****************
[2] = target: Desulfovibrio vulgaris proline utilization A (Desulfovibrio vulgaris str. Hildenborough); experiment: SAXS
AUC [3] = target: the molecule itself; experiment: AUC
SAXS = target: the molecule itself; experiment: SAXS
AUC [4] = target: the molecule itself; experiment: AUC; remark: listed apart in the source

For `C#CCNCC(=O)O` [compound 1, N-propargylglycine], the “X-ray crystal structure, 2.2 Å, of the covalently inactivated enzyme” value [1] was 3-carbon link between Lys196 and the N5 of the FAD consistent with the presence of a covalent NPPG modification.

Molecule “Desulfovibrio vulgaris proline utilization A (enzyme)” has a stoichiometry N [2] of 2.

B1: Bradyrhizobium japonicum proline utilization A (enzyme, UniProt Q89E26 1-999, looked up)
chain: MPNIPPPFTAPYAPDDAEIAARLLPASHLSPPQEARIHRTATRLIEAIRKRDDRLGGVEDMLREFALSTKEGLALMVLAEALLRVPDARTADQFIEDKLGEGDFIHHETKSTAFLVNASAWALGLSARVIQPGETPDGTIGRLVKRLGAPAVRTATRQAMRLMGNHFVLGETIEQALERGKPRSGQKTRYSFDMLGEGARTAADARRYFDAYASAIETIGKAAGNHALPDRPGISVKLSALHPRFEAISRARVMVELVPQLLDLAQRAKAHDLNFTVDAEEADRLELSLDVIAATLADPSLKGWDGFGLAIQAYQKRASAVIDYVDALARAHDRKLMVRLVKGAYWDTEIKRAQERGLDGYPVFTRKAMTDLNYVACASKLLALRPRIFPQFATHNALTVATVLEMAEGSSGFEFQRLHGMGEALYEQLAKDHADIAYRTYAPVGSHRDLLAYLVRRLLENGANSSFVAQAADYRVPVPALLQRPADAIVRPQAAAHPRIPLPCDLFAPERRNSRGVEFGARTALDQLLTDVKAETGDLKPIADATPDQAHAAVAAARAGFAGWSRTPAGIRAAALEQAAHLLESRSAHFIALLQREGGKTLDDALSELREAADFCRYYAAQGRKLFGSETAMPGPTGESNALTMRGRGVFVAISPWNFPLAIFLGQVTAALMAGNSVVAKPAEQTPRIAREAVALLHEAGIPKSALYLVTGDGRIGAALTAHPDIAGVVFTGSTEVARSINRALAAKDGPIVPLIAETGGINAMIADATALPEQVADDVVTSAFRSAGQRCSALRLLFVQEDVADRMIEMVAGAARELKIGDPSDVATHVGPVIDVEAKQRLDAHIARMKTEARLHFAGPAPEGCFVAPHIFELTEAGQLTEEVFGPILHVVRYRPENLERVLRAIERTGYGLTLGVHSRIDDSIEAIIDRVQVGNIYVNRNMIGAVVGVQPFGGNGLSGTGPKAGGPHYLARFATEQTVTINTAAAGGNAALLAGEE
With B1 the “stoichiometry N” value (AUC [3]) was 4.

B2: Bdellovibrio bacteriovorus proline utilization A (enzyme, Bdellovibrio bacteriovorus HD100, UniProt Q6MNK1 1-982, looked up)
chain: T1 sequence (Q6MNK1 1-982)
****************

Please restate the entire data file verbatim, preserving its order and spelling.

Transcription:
[2] = target: Desulfovibrio vulgaris proline utilization A (Desulfovibrio vulgaris str. Hildenborough); experiment: SAXS
AUC [3] = target: the molecule itself; experiment: AUC
SAXS = target: the molecule itself; experiment: SAXS
AUC [4] = target: the molecule itself; experiment: AUC; remark: listed apart in the source

For `C#CCNCC(=O)O` [compound 1, N-propargylglycine], the “X-ray crystal structure, 2.2 Å, of the covalently inactivated enzyme” value [1] was 3-carbon link between Lys196 and the N5 of the FAD consistent with the presence of a covalent NPPG modification.

Molecule “Desulfovibrio vulgaris proline utilization A (enzyme)” has a stoichiometry N [2] of 2.

B1: Bradyrhizobium japonicum proline utilization A (enzyme, UniProt Q89E26 1-999, looked up)
chain: MPNIPPPFTAPYAPDDAEIAARLLPASHLSPPQEARIHRTATRLIEAIRKRDDRLGGVEDMLREFALSTKEGLALMVLAEALLRVPDARTADQFIEDKLGEGDFIHHETKSTAFLVNASAWALGLSARVIQPGETPDGTIGRLVKRLGAPAVRTATRQAMRLMGNHFVLGETIEQALERGKPRSGQKTRYSFDMLGEGARTAADARRYFDAYASAIETIGKAAGNHALPDRPGISVKLSALHPRFEAISRARVMVELVPQLLDLAQRAKAHDLNFTVDAEEADRLELSLDVIAATLADPSLKGWDGFGLAIQAYQKRASAVIDYVDALARAHDRKLMVRLVKGAYWDTEIKRAQERGLDGYPVFTRKAMTDLNYVACASKLLALRPRIFPQFATHNALTVATVLEMAEGSSGFEFQRLHGMGEALYEQLAKDHADIAYRTYAPVGSHRDLLAYLVRRLLENGANSSFVAQAADYRVPVPALLQRPADAIVRPQAAAHPRIPLPCDLFAPERRNSRGVEFGARTALDQLLTDVKAETGDLKPIADATPDQAHAAVAAARAGFAGWSRTPAGIRAAALEQAAHLLESRSAHFIALLQREGGKTLDDALSELREAADFCRYYAAQGRKLFGSETAMPGPTGESNALTMRGRGVFVAISPWNFPLAIFLGQVTAALMAGNSVVAKPAEQTPRIAREAVALLHEAGIPKSALYLVTGDGRIGAALTAHPDIAGVVFTGSTEVARSINRALAAKDGPIVPLIAETGGINAMIADATALPEQVADDVVTSAFRSAGQRCSALRLLFVQEDVADRMIEMVAGAARELKIGDPSDVATHVGPVIDVEAKQRLDAHIARMKTEARLHFAGPAPEGCFVAPHIFELTEAGQLTEEVFGPILHVVRYRPENLERVLRAIERTGYGLTLGVHSRIDDSIEAIIDRVQVGNIYVNRNMIGAVVGVQPFGGNGLSGTGPKAGGPHYLARFATEQTVTINTAAAGGNAALLAGEE
With B1 the “stoichiometry N” value (AUC [3]) was 4.

B2: Bdellovibrio bacteriovorus proline utilization A (enzyme, Bdellovibrio bacteriovorus HD100, UniProt Q6MNK1 1-982, looked up)
chain: T1 sequence (Q6MNK1 1-982)